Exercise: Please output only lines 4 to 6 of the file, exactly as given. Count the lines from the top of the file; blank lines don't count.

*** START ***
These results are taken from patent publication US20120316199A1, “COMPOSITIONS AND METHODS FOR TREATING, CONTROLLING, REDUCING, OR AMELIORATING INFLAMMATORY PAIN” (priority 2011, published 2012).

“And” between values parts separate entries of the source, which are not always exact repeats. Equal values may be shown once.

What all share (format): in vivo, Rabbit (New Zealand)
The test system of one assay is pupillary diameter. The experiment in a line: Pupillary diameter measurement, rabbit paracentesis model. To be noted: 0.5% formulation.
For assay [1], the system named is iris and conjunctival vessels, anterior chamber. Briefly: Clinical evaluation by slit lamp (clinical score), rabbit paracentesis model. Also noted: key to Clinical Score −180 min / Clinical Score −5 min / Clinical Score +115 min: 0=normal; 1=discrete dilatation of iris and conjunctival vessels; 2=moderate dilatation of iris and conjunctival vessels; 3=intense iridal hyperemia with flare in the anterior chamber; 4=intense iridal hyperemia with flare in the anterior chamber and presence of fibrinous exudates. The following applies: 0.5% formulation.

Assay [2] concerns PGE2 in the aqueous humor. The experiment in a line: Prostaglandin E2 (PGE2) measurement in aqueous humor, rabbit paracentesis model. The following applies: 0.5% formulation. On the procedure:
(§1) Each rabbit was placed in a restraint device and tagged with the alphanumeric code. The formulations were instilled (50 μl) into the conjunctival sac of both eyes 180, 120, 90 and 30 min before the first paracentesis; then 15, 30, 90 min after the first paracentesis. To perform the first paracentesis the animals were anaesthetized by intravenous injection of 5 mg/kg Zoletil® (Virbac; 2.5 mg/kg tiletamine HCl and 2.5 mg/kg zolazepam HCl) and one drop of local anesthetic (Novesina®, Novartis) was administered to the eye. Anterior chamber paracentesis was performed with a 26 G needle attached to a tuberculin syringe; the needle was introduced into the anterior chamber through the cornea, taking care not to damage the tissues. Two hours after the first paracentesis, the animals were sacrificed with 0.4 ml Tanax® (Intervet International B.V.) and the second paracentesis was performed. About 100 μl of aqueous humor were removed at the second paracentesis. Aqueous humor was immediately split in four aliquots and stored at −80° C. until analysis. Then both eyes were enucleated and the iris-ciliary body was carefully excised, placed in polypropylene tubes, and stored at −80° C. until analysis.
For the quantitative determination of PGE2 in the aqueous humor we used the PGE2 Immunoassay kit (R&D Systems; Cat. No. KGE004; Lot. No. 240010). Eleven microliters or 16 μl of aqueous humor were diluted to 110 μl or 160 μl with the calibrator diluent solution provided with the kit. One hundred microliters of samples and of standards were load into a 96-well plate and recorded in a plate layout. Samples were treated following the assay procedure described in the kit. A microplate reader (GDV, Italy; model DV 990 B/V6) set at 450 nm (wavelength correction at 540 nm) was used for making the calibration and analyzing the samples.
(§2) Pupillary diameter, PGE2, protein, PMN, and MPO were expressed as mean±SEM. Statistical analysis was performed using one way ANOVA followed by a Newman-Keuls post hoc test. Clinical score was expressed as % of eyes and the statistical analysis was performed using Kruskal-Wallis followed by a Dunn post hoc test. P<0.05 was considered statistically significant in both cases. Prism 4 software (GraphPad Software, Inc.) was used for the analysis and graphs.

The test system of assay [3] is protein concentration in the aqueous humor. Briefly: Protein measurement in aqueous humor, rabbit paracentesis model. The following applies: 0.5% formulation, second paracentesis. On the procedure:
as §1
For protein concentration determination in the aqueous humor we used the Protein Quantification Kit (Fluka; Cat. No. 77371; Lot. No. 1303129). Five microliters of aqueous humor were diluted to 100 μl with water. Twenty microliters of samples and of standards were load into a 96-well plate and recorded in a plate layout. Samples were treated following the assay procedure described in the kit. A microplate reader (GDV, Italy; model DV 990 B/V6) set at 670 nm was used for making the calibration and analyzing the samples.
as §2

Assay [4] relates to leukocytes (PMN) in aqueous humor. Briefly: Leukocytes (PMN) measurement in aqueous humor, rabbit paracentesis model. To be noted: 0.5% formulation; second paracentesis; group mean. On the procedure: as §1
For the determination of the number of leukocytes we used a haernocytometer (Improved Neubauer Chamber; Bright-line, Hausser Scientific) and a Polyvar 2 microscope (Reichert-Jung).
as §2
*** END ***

The test system of one assay is pupillary diameter. The experiment in a line: Pupillary diameter measurement, rabbit paracentesis model. To be noted: 0.5% formulation.
For assay [1], the system named is iris and conjunctival vessels, anterior chamber. Briefly: Clinical evaluation by slit lamp (clinical score), rabbit paracentesis model. Also noted: key to Clinical Score −180 min / Clinical Score −5 min / Clinical Score +115 min: 0=normal; 1=discrete dilatation of iris and conjunctival vessels; 2=moderate dilatation of iris and conjunctival vessels; 3=intense iridal hyperemia with flare in the anterior chamber; 4=intense iridal hyperemia with flare in the anterior chamber and presence of fibrinous exudates. The following applies: 0.5% formulation.

Assay [2] concerns PGE2 in the aqueous humor. The experiment in a line: Prostaglandin E2 (PGE2) measurement in aqueous humor, rabbit paracentesis model. The following applies: 0.5% formulation. On the procedure: